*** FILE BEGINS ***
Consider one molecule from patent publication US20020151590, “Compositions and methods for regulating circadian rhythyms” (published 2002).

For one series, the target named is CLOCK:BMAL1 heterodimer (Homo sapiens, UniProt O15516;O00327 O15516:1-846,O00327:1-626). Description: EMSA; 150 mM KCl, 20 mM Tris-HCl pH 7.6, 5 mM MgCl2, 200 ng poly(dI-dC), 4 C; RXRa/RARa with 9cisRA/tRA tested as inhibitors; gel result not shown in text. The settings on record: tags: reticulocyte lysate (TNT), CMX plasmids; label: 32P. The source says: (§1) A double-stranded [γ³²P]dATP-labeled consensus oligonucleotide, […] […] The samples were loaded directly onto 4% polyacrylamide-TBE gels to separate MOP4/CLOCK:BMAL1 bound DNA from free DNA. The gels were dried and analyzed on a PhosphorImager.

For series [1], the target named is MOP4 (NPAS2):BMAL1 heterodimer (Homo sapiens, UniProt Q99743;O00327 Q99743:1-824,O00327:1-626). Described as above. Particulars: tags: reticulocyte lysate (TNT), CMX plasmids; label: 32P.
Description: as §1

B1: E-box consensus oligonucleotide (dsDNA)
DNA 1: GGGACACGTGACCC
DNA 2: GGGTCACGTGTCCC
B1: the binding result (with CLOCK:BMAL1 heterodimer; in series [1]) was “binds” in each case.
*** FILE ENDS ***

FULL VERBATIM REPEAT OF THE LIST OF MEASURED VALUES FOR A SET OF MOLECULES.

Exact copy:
Consider one molecule from patent publication US20020151590, “Compositions and methods for regulating circadian rhythyms” (published 2002).

For one series, the target named is CLOCK:BMAL1 heterodimer (Homo sapiens, UniProt O15516;O00327 O15516:1-846,O00327:1-626). Description: EMSA; 150 mM KCl, 20 mM Tris-HCl pH 7.6, 5 mM MgCl2, 200 ng poly(dI-dC), 4 C; RXRa/RARa with 9cisRA/tRA tested as inhibitors; gel result not shown in text. The settings on record: tags: reticulocyte lysate (TNT), CMX plasmids; label: 32P. The source says: (§1) A double-stranded [γ³²P]dATP-labeled consensus oligonucleotide, […] […] The samples were loaded directly onto 4% polyacrylamide-TBE gels to separate MOP4/CLOCK:BMAL1 bound DNA from free DNA. The gels were dried and analyzed on a PhosphorImager.

For series [1], the target named is MOP4 (NPAS2):BMAL1 heterodimer (Homo sapiens, UniProt Q99743;O00327 Q99743:1-824,O00327:1-626). Described as above. Particulars: tags: reticulocyte lysate (TNT), CMX plasmids; label: 32P.
Description: as §1

B1: E-box consensus oligonucleotide (dsDNA)
DNA 1: GGGACACGTGACCC
DNA 2: GGGTCACGTGTCCC
B1: the binding result (with CLOCK:BMAL1 heterodimer; in series [1]) was “binds” in each case.